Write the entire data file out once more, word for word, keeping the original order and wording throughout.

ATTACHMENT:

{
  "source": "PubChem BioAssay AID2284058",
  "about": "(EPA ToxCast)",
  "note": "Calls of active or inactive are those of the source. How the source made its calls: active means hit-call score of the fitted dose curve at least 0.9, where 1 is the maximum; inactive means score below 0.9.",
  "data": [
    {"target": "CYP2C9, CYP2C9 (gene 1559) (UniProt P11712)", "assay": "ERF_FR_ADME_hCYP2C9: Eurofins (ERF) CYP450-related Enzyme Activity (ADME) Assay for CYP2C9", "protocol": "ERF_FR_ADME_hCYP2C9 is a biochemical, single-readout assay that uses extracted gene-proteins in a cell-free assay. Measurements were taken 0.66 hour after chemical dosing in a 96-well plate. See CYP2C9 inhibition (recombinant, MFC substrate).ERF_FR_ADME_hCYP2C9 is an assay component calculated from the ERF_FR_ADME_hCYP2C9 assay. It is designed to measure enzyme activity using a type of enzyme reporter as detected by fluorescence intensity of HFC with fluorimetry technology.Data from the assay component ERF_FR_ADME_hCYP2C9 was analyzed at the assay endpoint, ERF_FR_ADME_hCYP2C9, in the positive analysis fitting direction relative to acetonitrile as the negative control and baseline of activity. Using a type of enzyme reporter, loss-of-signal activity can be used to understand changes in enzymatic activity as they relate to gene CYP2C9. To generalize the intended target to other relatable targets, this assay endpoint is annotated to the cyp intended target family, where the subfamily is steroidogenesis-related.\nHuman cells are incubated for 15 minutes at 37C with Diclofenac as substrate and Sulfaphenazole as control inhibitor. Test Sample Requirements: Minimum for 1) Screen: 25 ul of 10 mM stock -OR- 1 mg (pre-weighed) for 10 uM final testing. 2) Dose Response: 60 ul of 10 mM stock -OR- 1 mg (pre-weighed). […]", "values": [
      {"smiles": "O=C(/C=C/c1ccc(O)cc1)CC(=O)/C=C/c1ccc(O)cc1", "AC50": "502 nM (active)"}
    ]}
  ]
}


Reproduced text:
{
  "source": "PubChem BioAssay AID2284058",
  "about": "(EPA ToxCast)",
  "note": "Calls of active or inactive are those of the source. How the source made its calls: active means hit-call score of the fitted dose curve at least 0.9, where 1 is the maximum; inactive means score below 0.9.",
  "data": [
    {"target": "CYP2C9, CYP2C9 (gene 1559) (UniProt P11712)", "assay": "ERF_FR_ADME_hCYP2C9: Eurofins (ERF) CYP450-related Enzyme Activity (ADME) Assay for CYP2C9", "protocol": "ERF_FR_ADME_hCYP2C9 is a biochemical, single-readout assay that uses extracted gene-proteins in a cell-free assay. Measurements were taken 0.66 hour after chemical dosing in a 96-well plate. See CYP2C9 inhibition (recombinant, MFC substrate).ERF_FR_ADME_hCYP2C9 is an assay component calculated from the ERF_FR_ADME_hCYP2C9 assay. It is designed to measure enzyme activity using a type of enzyme reporter as detected by fluorescence intensity of HFC with fluorimetry technology.Data from the assay component ERF_FR_ADME_hCYP2C9 was analyzed at the assay endpoint, ERF_FR_ADME_hCYP2C9, in the positive analysis fitting direction relative to acetonitrile as the negative control and baseline of activity. Using a type of enzyme reporter, loss-of-signal activity can be used to understand changes in enzymatic activity as they relate to gene CYP2C9. To generalize the intended target to other relatable targets, this assay endpoint is annotated to the cyp intended target family, where the subfamily is steroidogenesis-related.\nHuman cells are incubated for 15 minutes at 37C with Diclofenac as substrate and Sulfaphenazole as control inhibitor. Test Sample Requirements: Minimum for 1) Screen: 25 ul of 10 mM stock -OR- 1 mg (pre-weighed) for 10 uM final testing. 2) Dose Response: 60 ul of 10 mM stock -OR- 1 mg (pre-weighed). […]", "values": [
      {"smiles": "O=C(/C=C/c1ccc(O)cc1)CC(=O)/C=C/c1ccc(O)cc1", "AC50": "502 nM (active)"}
    ]}
  ]
}